PC industry leader Hewlett-Packard (HP) filed a patent infringement lawsuit Tuesday against up-and-coming rival Acer.
HP alleges that its Taiwan-based competitor has violated five patents that HP acquired between 1997 and 2003.
The patents, 6,501,721; 6,438,697; 6,609,211; 5,892,933; and 5,596,759, deal with technologies for read/write optical drives, notebook’s power management, clock frequency switching, digital bus arrangement.
Filed in the U.S. District Court for the Eastern District of Texas, HP’s suit alleges that Acer and its U.S. subsidiary are knowingly selling computers with technology that infringes its patents, according to court documents. HP has requested a jury trial and seeks an injunction against Acer to prevent sales of computers containing the disputed technologies as well as compensation from Acer to recover “damages sustained as a result of Acer’s wrongful acts.”
In addition, the company has requested that treble damages be awarded for Acer’s intentional violation of the patents as well as payment of all attorney fees.
“HP today filed suit against Acer, seeking to stop the company from selling certain products in the United States because of its infringement of five HP patents related to PC technology,” the company said Tuesday. “This action was necessary because HP believes Acer has been selling computer products that use HP’s patented technologies without permission.”
In response, Acer said it “respects the intellectual properties of third parties and is currently conducting a full investigation” into the allegations.
Major PC Players
A Gartner report released last January crowned HP as the No. 1 worldwide PC vendor during the fourth quarter of 2006, the second quarter in a row. During that period, HP’s worldwide PC shipments increased nearly 24 percent, giving it a total market share just over 17 percent. Of the 239 million PCs shipped worldwide, 40.6 million were HP computers.
HP’s worldwide dominance does not translate to the U.S., where Dell maintained its No. 1 status. Dell’s hold on the top spot, however, is tenuous, according to the Gartner report, as its PC shipments declined 17.3 percent, while HP’s shipments increased 16 percent.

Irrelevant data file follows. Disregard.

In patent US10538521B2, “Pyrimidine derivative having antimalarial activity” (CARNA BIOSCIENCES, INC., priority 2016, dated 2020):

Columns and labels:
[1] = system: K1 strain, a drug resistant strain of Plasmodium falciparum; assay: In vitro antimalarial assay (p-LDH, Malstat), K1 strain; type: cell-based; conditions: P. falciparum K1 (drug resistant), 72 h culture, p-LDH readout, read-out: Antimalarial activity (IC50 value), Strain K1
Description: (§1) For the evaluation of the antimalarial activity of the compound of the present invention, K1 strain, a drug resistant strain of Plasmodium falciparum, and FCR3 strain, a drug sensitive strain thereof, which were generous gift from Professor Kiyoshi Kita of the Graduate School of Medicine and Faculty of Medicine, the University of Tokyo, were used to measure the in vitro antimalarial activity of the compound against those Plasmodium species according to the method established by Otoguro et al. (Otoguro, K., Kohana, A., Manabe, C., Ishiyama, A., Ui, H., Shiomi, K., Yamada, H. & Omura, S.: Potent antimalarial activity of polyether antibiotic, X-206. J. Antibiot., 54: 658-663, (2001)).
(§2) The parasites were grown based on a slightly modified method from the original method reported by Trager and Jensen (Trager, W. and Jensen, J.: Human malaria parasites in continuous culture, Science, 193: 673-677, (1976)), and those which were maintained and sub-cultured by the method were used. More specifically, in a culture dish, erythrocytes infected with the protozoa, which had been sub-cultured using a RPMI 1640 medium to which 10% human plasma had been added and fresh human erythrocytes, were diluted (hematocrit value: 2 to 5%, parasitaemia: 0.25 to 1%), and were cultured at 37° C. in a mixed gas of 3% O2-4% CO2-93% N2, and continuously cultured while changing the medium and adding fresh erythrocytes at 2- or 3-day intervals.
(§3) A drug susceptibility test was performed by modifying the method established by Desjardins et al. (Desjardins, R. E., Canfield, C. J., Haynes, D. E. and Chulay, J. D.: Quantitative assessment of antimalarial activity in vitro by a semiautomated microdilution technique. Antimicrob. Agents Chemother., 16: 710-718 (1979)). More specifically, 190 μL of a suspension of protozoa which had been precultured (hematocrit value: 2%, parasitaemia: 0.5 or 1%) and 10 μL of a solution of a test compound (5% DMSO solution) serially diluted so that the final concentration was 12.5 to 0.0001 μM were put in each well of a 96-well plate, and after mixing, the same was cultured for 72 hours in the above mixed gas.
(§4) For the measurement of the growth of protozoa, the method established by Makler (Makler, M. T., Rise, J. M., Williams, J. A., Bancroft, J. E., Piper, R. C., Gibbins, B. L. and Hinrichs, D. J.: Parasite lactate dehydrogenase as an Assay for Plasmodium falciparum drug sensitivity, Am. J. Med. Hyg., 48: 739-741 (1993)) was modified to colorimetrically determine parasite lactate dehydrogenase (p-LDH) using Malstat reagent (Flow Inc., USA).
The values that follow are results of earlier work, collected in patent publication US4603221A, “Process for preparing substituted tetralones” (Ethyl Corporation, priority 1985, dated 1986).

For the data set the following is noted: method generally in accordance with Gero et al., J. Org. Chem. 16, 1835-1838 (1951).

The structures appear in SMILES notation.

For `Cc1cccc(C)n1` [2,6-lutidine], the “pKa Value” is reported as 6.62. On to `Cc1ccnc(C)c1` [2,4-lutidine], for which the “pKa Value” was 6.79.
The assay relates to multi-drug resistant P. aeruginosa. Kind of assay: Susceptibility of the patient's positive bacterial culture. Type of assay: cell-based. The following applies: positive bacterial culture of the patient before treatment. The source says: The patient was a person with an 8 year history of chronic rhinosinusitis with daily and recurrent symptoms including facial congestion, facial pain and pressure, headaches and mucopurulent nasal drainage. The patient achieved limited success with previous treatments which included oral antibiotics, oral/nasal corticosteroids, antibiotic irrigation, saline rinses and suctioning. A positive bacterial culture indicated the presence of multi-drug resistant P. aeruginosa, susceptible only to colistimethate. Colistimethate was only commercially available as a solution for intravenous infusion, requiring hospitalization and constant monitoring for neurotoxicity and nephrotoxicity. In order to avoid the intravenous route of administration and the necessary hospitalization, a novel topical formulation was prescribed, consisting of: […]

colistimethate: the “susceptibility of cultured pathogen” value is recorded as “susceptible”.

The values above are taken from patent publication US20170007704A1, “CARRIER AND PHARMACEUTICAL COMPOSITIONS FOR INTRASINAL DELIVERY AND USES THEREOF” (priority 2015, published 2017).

In terms of market share, Dell is at 29.1 percent while HP comes in at 25.3 percent for the fourth quarter. The two companies tied as the leaders in worldwide PC shipments
“Dell’s market share was its lowest in four years,” said Mikako Kitagawa, principal analyst for the Gartner Dataquest Client Computing Markets Group. “It lost market share across all segments in the U.S., particularly the home market. The fourth quarter’s consumer bias favors HP; however, Dell’s accelerated shipment decline in the fourth quarter is surprising.”
As HP and Dell battle it out for the top, Acer is in fourth place and is angling to knock Lenovo out and become the third-largest global PC vendor.
Fighting for First
The struggle for dominance is fierce in what the Gartner report calls a “market impacted by stiff competition from the consumer electronics industry.” The level of competition in the PC market has left some analysts wondering if HP’s lawsuit is a strategy to stymie Acer’s momentum.
However, gaining market share alone is not a reason for a competitor to sue, according to David Daoud, an IDC analyst. HP’s contention that its patents have been infringed means that an alleged intellectual property case is at stake.
“However, there is no doubt that Acer’s aggressive stance in the U.S. market is cause of concern among its competitors, and it is their job to do whatever it takes legally to protect their markets,” Kitagawa told the E-Commerce Times.
Although HP has been innovative and released products that meet consumers’ demands, Daoud said, the problem is that Acer is seeking to further expand in the U.S.
“And rumors of [Acer’s] interest in Gateway, if such an acquisition happens, could add more competitive pressure in an already tough U.S. market,” he continued. “So, HP certainly remains one of the key leaders in the U.S., but competition from Acer could create some problems going forward.”
No Rash Decision
Acer’s growth made HP take a little more notice, but that is not the only motivation behind the lawsuit, according to Steve Kleynhans, an analyst at Gartner.
“A lot of the players who have been around in the PC industry for a long time — like HP and Compaq — do own some fairly fundamental patents on a bunch of different pieces of how PCs operate,” he told the E-Commerce Times.
“There is a lot of cross licensing that goes on between the major players to stave off these kinds of lawsuits. HP does have a fairly significant patent portfolio and, as a larger company, doesn’t tend to make a lot of rash moves,” he noted.
“I don’t think [competition] is the only motivation behind the lawsuit, but it probably moves them up the list as HP looks around at who is using some of its intellectual property,” he continued. “It certainly put a spotlight on Acer, but I’m not sure it is the primary reason HP went after them first.”